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In classical surgery theory, there is a map $$L_{n+1}(\pi_1M)\to S(M^n)$$

Element in $L_{n+1}(\pi_1M)$ is realized as surgery obstruction of a surgery problem to $M\times I$ with one boundary piece the identity map and the other a homotopy equivalence (Wall's realization). The map is defined by sending the element in $L$ to the boundary piece which is a homotopy equivalence (a structure on $M$).It is NOT clear to me if the domain manifold of the structure is homeomorphic to $M$.

In Homology spheres and fundamental group

(when $n+1$ is even) Danny Ruberman commented that "The effect of the action is to change the multisignature, and hence it changes the homeomorphism type of M"

What's the correct reference if i want to understand some details about the effect of Wall's realization on multisignature?

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  • $\begingroup$ I would look at Wall's book (search for "multisignature" in the index) and also Wall's paper "On the classification of hermitian forms VI. Group rings". $\endgroup$ – Igor Belegradek Jan 23 at 12:13
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There is perhaps some confusion over the terminology. Wall (chapter 13A) uses the term multisignature to denote a collection of invariants of certain Hermitian forms over group rings, giving rise to a function from $L_{2k}(\pi) \to \mathbb{Z}^n$. In that chapter, he interprets the multisignature in terms of equivariant signatures. Such signatures occur in many places in geometric topology, for instance as the Tristram-Levine signatures and Casson-Gordon invariants of knots.

One main use of the multisignature comes in the study of odd-dimensional manifolds. Given such a manifold $Y^{2k-1}$ and a finite regular covering with covering group $G$, classified by a homomorphism $\phi:\pi_(Y) \to G$, then one shows that some multiple (disjoint union) $N\cdot(Y,\phi)$ extends to a $2k$-manifold $(X,\Phi)$. Then (suitably normalized) the equivariant signature of $(X,\Phi)$ is an invariant $\rho(Y,\phi)$.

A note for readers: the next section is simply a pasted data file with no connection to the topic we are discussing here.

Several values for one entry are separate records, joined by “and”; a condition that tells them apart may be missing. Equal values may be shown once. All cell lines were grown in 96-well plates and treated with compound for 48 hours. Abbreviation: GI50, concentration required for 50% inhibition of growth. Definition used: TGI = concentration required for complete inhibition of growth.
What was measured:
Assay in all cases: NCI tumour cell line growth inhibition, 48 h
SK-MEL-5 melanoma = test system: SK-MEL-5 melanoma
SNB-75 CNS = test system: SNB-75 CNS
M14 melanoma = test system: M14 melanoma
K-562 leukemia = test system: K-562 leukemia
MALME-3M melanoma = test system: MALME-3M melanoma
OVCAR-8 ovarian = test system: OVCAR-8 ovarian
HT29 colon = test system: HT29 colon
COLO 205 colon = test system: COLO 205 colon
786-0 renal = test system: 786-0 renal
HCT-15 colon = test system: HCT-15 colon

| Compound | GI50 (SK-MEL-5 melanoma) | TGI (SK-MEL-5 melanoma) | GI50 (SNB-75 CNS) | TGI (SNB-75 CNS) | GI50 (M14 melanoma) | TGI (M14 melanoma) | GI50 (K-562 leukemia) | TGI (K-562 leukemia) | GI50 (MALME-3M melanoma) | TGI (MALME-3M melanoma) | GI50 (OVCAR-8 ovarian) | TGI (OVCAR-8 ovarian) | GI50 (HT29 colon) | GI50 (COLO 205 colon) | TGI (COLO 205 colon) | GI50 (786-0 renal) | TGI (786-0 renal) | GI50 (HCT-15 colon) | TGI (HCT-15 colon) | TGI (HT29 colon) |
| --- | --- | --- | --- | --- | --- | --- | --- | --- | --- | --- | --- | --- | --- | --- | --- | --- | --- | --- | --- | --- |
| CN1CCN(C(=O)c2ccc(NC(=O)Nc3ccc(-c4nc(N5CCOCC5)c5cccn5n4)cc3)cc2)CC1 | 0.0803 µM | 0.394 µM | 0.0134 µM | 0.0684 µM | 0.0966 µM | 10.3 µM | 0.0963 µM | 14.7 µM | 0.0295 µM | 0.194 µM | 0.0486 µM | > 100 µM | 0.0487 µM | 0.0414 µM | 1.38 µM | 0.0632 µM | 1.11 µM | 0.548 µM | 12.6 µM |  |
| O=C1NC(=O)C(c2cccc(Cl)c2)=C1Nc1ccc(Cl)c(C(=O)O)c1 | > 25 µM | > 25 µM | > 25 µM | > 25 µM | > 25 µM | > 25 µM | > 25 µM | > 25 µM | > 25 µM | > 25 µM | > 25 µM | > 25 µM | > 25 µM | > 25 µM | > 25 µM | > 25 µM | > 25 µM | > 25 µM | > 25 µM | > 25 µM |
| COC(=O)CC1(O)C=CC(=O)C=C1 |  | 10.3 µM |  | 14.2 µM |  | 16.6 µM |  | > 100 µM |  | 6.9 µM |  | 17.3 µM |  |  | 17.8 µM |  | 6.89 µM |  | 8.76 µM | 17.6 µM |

This can be packaged in various ways, see for instance chapter 14E in Wall, where for a manifold with finite fundamental group $G$, one obtains an invariant $\rho$. Technically one has to choose an identification of $\pi_1(Y)$ with G, and $\rho$ depends on this identification. A priori, the fact that one gets an invariant depends on the Atiyah-Singer index theorem, and so is really an invariant up to diffeomorphism. But a bordism argument (Wall 14B) shows that it is actually a homeomorphism invariant.

Putting these notions together, the way that the invariant $\rho$ is defined tells you that if one acts on (the identity map from $Y$ to itself) by an element $A \in L_{2k}(\pi_1(Y))$ then the invariant $\rho$ of the manifold $Y'$ at the other end of the resulting normal cobordism satisfies $\rho(Y') - \rho(Y) = $ multisignature of $A$. If this multisignature is non-trivial, then there is no homeomorphism of $Y$ and $Y'$ that respects the identification of their fundamental groups given by the normal cobordism. If you want to argue that they are simply not homeomorphic you need to look a little more closely.

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  • $\begingroup$ Is there an explicit example in the literature s.t. the action of $L(\pi_1 M)$ on $S(M)$ is nontrivial, but the homeomorphism type of the domain manifold is not changed? $\endgroup$ – student Jan 25 at 12:15

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